Local knowledge is key to success

Apr 30, 2015

India has historically been the tantalizing prize sought by great powers. Columbus too was searching for her shores when he stumbled upon America. Known for its rich cultural patchwork, India was once the jewel in the British Empire's crown, providing it with the Kohinoor, or mountain of light. As the fortunes of empires have waxed and waned, India's lure has remained strong. In a new era where commerce is king and digital has shrunk the world further, India continues to be the untapped expanse, filled with potential for the brave.

Its population of 1.6 billion is embracing technology, albeit hesitantly when it comes to online purchasing. Whilst internet penetration is a low 19%, and only 2% of its total population purchase online, e-tail sales in 2014 were approximately $5.3 billion, with average orders increasing in value from $17- $30 between 2012-13. This figure is projected to rise to around $50 billion by 2020.Online currently accounts for 0.4% of India's total retail market, by 2020 this is expected to go up to 3%. Accounting for 3% of eCommerce, m-commerce amounts to approximately $450 million.

Amazon India sold goods worth over $1 billion, with fashion one of the fastest growing categories. With 40% of this traffic coming from mobile devices and 150% year on year mobile penetration, it is little wonder that retailers are giddy.

Certain barriers remain, however. Indians are loathe to make payments online, and though 35% have credit cards, they are wary of using them online. This has encouraged retailers to innovate. Alternative payment methods include e-wallets (offered by PayPal, ITZ Card, OxiCash) whereby one can transfer spending money to the wallet for use on or offline. Prepaid cards allow consumers to spend a pre-loaded amount of money. Not tied to a debit card, this makes it safe and easy to use. Other options include cash on delivery and direct carrier billing, where purchases through a mobile device can be added to the bill. All these mechanisms exist to encourage online purchasing. Apart from utilitizing existing neighbourhood stores, gas stations and the post system with its wide reach into the country's rural heartland, innovators are co-opting India's traditional dabbawallah. Using a low tech, paper-based colour-coded system, these men deliver hot lunches from home to office. Generally error-free, companies such as Flipkart, India's largest e-tailer, are using the dabbawallahs as couriers. Why reinvent the wheel after all?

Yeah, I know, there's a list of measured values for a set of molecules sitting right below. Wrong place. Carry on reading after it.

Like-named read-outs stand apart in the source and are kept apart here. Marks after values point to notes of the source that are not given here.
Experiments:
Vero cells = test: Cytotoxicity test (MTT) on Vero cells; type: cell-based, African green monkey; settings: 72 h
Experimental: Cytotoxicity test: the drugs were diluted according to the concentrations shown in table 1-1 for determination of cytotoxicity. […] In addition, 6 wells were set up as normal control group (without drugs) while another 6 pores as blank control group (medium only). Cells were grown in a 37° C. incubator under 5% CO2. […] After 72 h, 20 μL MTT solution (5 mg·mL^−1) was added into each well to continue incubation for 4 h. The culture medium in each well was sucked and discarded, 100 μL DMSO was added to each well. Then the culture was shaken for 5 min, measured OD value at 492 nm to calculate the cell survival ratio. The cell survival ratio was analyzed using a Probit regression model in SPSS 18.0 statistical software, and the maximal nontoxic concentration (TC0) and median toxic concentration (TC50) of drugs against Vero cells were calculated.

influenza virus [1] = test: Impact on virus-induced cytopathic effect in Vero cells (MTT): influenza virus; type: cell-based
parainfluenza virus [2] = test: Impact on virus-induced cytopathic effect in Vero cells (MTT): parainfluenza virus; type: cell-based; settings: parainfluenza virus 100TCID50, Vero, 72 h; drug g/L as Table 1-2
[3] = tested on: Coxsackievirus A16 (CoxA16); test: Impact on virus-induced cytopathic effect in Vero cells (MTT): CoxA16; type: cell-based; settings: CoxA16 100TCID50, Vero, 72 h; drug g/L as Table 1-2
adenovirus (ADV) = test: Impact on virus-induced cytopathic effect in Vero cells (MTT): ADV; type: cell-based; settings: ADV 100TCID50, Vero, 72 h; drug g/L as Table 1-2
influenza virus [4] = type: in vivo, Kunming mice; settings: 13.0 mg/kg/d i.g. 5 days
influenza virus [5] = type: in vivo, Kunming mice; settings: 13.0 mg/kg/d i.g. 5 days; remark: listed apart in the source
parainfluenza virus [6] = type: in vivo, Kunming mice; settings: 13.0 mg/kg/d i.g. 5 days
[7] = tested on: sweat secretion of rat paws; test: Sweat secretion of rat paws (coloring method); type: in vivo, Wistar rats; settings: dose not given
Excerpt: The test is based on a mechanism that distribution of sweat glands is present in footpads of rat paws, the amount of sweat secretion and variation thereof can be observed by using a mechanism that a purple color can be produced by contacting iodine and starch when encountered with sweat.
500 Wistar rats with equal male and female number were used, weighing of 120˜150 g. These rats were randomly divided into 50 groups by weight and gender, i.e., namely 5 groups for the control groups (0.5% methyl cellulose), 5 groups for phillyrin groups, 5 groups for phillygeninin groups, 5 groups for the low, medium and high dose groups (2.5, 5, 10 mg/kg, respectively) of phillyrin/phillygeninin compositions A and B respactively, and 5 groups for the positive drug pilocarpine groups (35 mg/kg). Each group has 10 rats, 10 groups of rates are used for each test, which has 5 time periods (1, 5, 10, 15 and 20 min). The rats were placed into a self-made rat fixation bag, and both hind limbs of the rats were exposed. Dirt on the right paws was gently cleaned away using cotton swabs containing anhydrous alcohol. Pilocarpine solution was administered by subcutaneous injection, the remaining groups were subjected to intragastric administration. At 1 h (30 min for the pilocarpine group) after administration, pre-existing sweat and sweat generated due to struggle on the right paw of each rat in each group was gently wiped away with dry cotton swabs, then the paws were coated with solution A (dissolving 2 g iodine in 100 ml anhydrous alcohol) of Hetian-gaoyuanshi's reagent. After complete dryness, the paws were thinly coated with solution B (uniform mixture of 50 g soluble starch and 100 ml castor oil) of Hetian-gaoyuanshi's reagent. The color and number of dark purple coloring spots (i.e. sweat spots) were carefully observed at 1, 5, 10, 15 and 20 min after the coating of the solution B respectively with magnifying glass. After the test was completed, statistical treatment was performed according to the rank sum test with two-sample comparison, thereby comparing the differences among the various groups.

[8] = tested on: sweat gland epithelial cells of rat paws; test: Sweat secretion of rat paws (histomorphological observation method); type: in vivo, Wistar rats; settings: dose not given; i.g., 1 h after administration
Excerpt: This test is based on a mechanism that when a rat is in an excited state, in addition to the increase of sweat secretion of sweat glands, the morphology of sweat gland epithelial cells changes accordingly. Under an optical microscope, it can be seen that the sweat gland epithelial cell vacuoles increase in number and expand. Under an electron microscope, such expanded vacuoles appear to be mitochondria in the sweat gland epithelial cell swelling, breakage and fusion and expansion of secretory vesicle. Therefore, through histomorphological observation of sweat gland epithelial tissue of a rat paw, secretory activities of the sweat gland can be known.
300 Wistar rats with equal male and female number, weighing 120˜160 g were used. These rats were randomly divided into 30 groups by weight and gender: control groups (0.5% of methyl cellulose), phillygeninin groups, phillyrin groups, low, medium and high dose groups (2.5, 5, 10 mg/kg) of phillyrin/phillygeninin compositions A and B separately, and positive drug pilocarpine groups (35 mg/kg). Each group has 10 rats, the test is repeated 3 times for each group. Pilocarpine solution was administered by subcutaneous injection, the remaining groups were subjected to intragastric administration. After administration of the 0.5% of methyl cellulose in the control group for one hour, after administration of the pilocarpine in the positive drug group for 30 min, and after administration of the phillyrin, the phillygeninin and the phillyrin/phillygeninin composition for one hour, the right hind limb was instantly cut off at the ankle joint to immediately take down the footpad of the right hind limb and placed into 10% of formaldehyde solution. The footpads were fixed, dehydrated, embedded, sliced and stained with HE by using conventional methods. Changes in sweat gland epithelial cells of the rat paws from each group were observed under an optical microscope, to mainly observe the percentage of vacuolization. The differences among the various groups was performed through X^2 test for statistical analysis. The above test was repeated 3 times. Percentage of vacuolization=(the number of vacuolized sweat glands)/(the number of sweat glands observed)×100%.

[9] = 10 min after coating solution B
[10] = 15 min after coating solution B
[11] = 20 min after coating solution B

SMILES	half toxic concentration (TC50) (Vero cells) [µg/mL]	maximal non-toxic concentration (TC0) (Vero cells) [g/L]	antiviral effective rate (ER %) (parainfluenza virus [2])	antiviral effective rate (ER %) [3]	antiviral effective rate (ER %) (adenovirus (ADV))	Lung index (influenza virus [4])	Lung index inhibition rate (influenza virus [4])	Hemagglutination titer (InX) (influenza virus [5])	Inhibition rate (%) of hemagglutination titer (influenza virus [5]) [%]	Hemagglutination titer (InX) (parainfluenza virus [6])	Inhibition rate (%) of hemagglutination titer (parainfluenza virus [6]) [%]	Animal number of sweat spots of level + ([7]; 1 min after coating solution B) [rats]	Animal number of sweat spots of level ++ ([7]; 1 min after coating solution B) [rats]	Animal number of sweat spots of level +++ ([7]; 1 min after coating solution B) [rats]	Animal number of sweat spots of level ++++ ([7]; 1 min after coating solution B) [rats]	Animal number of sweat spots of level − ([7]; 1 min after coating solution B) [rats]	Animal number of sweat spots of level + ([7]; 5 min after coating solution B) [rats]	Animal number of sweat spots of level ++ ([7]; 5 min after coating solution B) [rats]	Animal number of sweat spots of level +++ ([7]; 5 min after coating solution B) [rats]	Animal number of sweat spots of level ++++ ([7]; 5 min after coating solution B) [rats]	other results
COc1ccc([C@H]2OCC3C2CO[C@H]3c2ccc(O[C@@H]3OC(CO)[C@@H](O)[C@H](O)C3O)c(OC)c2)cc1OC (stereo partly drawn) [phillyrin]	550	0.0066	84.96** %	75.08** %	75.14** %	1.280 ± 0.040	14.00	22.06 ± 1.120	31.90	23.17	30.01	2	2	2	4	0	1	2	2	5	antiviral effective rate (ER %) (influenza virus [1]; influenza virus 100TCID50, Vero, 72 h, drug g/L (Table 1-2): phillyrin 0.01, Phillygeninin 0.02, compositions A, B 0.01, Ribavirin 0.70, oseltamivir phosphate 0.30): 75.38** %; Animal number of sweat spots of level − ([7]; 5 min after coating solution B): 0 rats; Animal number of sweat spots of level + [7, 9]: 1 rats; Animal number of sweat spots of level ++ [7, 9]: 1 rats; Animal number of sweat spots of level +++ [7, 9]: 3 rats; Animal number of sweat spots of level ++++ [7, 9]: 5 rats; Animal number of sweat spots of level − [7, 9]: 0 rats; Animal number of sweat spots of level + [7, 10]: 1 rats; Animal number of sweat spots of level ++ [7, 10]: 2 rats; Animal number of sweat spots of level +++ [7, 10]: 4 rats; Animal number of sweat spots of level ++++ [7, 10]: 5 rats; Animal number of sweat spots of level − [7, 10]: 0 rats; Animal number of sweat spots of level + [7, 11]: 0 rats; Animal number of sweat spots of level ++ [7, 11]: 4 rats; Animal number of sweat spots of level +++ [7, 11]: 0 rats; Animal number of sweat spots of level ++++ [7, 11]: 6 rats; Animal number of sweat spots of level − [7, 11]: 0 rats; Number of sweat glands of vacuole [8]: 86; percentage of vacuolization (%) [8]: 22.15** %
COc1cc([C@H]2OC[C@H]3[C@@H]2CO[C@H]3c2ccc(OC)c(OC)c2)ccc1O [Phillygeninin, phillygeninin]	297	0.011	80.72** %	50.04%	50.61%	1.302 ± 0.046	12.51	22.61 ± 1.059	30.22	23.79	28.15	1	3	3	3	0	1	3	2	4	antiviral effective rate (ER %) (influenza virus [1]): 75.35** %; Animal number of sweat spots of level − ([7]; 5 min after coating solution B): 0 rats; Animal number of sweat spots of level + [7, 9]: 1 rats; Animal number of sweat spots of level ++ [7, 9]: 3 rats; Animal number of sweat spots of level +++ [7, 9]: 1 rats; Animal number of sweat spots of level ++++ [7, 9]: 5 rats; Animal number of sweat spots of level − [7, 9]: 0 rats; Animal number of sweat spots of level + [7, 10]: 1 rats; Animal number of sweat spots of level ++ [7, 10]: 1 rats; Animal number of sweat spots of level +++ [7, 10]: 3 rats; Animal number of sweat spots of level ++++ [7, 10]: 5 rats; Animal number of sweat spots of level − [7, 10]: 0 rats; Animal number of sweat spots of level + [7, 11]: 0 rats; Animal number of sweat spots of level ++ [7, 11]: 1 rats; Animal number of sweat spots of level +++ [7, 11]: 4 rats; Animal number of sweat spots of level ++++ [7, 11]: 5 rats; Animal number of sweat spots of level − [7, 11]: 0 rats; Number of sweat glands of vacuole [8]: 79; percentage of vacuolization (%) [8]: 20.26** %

Once Indians learn to shop online, and grow accustomed to the plethora of options which exist outside their local bazaar, they may also begin to be more comfortable with using credit cards. Understanding the local market is key to success. At wnDirect, we believe in tailoring our services to fit local needs. To the outsider, India may seem chaotic, but as evidenced by the dabbahwallahs and their functional, if apparently antiquated, system, there is order within. Co-opting local delivery mechanisms such as the dabbahwallahs, petrol stations, and neighbourhood stores makes all the difference in reaching a far flung demographic (about 70% of India's populace is rural). Offering alternate payment methods to customers without credit or those uncomfortable with sharing details online will further drive growth in this market.

Vasco deGama heralded the arrival of the Europeans in India, but it was the British who spent the better part of a century understanding the economic drivers of the land. The Indian e-tail landscape is a blue ocean, while large format players are making forays, history has shown that it is the nimble who thrive in India.

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